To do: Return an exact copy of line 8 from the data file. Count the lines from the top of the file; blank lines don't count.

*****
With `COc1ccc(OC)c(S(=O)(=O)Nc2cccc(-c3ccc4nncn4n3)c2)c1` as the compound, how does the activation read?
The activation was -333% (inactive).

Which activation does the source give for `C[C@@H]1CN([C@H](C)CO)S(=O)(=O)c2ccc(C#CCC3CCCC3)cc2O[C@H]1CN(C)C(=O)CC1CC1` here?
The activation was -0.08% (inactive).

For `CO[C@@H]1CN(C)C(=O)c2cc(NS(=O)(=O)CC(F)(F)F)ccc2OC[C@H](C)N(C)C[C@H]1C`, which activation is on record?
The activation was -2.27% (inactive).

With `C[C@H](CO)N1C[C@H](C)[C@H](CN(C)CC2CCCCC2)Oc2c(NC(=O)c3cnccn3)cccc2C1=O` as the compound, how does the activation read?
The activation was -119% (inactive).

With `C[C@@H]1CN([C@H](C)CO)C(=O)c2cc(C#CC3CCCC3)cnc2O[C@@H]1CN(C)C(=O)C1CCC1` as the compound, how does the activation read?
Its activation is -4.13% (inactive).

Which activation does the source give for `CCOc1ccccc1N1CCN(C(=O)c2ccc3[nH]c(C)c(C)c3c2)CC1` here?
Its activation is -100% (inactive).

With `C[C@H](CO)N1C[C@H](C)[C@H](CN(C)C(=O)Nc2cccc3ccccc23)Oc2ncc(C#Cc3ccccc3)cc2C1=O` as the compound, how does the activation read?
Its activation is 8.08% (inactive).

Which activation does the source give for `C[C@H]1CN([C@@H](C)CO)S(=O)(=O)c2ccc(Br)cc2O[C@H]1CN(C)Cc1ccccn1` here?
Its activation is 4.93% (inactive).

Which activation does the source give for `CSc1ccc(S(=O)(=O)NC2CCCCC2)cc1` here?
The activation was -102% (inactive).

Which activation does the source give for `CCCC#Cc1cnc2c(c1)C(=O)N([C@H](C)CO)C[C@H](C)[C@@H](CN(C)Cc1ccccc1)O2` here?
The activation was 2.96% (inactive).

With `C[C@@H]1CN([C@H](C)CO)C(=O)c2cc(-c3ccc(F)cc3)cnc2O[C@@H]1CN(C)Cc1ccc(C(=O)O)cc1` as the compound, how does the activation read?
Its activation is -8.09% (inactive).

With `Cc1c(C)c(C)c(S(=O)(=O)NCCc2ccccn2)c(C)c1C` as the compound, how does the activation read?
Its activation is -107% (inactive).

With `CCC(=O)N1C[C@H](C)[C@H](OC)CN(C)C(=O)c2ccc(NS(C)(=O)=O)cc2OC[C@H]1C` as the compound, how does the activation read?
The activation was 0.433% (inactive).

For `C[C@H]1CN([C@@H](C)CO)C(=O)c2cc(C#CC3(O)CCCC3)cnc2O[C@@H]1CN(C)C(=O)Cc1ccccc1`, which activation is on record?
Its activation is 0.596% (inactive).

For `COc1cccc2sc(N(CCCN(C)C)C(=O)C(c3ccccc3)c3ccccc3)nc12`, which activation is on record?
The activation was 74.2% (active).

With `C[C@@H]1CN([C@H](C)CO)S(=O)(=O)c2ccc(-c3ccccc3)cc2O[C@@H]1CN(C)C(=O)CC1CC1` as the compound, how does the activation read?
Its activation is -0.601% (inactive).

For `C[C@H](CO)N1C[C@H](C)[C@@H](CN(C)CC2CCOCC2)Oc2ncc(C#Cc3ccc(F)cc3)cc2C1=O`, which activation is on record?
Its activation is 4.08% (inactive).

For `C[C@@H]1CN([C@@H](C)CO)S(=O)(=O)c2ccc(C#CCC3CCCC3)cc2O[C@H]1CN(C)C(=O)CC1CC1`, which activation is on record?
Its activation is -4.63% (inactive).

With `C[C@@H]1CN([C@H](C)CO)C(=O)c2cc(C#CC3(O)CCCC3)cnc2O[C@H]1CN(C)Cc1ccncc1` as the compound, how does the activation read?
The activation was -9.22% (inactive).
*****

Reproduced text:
The activation was -119% (inactive).